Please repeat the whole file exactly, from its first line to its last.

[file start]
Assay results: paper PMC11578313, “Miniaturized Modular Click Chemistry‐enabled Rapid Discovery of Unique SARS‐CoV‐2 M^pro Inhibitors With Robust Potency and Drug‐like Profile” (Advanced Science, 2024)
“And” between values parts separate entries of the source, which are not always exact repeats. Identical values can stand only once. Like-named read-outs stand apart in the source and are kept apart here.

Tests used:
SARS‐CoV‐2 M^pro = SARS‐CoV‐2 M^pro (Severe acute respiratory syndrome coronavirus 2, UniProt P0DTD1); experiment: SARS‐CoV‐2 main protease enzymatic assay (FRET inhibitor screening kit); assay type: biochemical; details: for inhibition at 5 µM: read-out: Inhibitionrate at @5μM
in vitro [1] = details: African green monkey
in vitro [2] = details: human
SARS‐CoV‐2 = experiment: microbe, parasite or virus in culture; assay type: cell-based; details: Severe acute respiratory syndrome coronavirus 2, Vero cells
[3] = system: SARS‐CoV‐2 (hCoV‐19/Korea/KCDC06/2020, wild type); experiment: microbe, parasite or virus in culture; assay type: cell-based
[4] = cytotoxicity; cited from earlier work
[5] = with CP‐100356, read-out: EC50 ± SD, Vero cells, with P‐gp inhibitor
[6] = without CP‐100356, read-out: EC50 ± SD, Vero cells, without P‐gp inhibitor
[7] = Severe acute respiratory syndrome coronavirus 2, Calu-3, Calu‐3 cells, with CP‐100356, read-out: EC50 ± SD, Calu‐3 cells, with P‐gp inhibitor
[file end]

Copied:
Assay results: paper PMC11578313, “Miniaturized Modular Click Chemistry‐enabled Rapid Discovery of Unique SARS‐CoV‐2 M^pro Inhibitors With Robust Potency and Drug‐like Profile” (Advanced Science, 2024)
“And” between values parts separate entries of the source, which are not always exact repeats. Identical values can stand only once. Like-named read-outs stand apart in the source and are kept apart here.

Tests used:
SARS‐CoV‐2 M^pro = SARS‐CoV‐2 M^pro (Severe acute respiratory syndrome coronavirus 2, UniProt P0DTD1); experiment: SARS‐CoV‐2 main protease enzymatic assay (FRET inhibitor screening kit); assay type: biochemical; details: for inhibition at 5 µM: read-out: Inhibitionrate at @5μM
in vitro [1] = details: African green monkey
in vitro [2] = details: human
SARS‐CoV‐2 = experiment: microbe, parasite or virus in culture; assay type: cell-based; details: Severe acute respiratory syndrome coronavirus 2, Vero cells
[3] = system: SARS‐CoV‐2 (hCoV‐19/Korea/KCDC06/2020, wild type); experiment: microbe, parasite or virus in culture; assay type: cell-based
[4] = cytotoxicity; cited from earlier work
[5] = with CP‐100356, read-out: EC50 ± SD, Vero cells, with P‐gp inhibitor
[6] = without CP‐100356, read-out: EC50 ± SD, Vero cells, without P‐gp inhibitor
[7] = Severe acute respiratory syndrome coronavirus 2, Calu-3, Calu‐3 cells, with CP‐100356, read-out: EC50 ± SD, Calu‐3 cells, with P‐gp inhibitor